Hope this was mildly useful.
Link Posted: 8/10/2005 7:24:48 AM EDT
if i were u I would go into the Army National Guard, I was prior service enlisted as a 11Bravo now i am getting a commission and i signed a GRFD so i can choose what branch I want within the reserves.
Link Posted: 8/10/2005 7:24:59 AM EDT

You can fly helicopters in the Guard if you want to, either as a Warrant Officer or a Commissioned Officer. Warrants deal with less BS and are purely pilots, whilce Officers get better pay and benefits.

Look around for an Aviation unit somewhere near you, or near where you would like to move. They aren't everywhere.

Link Posted: 8/10/2005 7:41:19 AM EDT
[Last Edit: 8/10/2005 7:42:42 AM EDT by MPNelson]
I am a new 2LT in the Army (active). I was commissioned on 14 Apr 05 from OCS at Ft. Benning and was branched MP, my third choice. I can answer any questions you might have about OCS and the commissioning process. The one thing I will tell you now is if you actually want to FLY helicopters, go warrant officer.

1. Aviation is one of the hardest branches to get especially for a commissioned officer.

2. I am pretty sure you can go straight into the Reserves or Natioanl Guard first.

3. Go MP, I know I might get some crap for this but MPs are mounted infantry. We have everything from AT4s, M2s, and MK19s, to M9s. The MP corps is one of the fastest growing branches in the Army. We currently have about 38,000 and are in the process of expanding to approximately 70,000 due to the high demand in OIF and OEF. Just me .02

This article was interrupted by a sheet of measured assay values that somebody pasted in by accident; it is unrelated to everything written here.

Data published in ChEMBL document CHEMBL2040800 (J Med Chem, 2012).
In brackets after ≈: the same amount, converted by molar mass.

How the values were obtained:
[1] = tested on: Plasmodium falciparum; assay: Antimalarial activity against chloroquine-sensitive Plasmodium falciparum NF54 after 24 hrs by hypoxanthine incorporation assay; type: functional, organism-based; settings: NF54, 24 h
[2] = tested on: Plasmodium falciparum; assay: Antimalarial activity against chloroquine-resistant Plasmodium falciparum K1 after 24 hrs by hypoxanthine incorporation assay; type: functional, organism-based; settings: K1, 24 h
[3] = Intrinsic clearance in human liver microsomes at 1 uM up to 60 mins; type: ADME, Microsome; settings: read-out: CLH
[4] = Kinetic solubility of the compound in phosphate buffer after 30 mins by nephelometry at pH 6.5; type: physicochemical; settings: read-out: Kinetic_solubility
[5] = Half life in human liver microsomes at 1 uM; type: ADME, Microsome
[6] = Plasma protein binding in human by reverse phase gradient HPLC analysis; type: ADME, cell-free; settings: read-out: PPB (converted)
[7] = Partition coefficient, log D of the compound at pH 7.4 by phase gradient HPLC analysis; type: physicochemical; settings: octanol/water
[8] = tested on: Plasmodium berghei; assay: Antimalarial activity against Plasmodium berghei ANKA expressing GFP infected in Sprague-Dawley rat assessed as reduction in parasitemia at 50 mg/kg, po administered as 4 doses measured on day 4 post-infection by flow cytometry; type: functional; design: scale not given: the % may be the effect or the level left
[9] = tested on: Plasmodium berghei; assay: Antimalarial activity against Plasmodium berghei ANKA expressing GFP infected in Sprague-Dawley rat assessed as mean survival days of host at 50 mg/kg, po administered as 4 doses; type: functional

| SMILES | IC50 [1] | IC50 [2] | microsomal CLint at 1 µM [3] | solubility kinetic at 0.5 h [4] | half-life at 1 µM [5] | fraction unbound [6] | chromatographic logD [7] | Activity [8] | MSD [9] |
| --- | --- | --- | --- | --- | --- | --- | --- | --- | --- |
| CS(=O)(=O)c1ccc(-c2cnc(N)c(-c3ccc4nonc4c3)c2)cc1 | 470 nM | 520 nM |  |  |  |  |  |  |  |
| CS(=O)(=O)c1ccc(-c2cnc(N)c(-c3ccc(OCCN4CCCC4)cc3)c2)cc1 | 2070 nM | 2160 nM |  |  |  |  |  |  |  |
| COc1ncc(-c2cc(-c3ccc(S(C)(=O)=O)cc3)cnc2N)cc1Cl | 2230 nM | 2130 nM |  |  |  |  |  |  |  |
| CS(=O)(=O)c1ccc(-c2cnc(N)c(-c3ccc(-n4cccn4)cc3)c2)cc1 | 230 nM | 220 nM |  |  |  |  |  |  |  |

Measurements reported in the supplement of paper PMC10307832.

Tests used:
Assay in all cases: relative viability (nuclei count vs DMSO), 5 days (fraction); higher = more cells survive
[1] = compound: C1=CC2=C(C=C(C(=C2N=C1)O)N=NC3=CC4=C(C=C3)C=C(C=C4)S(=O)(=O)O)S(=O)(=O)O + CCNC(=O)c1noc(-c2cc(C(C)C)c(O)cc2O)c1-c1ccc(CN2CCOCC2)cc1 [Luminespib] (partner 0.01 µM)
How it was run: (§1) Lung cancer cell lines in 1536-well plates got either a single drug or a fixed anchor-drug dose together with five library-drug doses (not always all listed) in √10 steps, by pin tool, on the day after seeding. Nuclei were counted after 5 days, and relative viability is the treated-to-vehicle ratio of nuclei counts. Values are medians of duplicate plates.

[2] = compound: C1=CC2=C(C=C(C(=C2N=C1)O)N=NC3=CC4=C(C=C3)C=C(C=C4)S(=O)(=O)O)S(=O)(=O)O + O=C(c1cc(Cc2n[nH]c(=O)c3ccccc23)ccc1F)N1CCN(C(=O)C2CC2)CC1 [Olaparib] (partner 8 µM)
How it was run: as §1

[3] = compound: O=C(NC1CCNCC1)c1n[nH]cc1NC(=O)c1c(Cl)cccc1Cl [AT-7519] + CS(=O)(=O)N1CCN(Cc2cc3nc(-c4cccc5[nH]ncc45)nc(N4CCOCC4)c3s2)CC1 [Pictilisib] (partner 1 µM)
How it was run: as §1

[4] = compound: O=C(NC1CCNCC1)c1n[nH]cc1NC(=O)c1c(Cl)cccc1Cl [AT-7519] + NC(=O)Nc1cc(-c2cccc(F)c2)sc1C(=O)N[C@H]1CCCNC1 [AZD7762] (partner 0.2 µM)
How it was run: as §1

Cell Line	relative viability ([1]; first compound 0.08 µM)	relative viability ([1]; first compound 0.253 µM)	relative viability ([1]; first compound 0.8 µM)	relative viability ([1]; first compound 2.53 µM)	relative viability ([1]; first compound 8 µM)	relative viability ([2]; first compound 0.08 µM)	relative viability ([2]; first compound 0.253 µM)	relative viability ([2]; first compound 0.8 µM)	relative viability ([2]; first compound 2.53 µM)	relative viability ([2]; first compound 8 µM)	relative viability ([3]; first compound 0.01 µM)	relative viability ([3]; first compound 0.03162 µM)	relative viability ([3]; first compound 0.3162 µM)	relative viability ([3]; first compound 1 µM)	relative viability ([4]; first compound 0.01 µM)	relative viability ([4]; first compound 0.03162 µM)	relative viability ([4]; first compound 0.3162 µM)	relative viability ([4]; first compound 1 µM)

MPNelson

Oh yeah, and I am from Bellevue, NE!
Link Posted: 8/10/2005 7:41:49 AM EDT

Originally Posted By 1911greg:
if i were u I would go into the Army National Guard, I was prior service enlisted as a 11Bravo now i am getting a commission and i signed a GRFD so i can choose what branch I want within the reserves.



Guaranteed Reserve Forces Duty
Link Posted: 8/10/2005 8:01:00 AM EDT
[Last Edit: 8/10/2005 8:01:18 AM EDT by Flakchak]
This is what I saw when I was in college. I was a cad"idiot" until I was medically dq'd and unable to be commissioned. Incidently, that was two weeks before commissioning

If you want to fly, get yourself into a reserve or guard unit aviation unit. Because you're already in the unit, they're going to want you to branch aviation.

This is the way it was with cadets. Cadets would request guard or reserve in the packet. They would already be in an aviation unit in either the guard or reserve. This way, it was a lot easier to get branched aviation apon commissioning.

You're best bet is to find the guard and reserve recruiter.
Link Posted: 8/10/2005 9:10:57 AM EDT
I believe you're too old to be a chopper pilot. When I was 'branching', the requirement for Aviation was that I be under 28 by conclusion of flight school.

NTM
Link Posted: 8/10/2005 9:14:08 AM EDT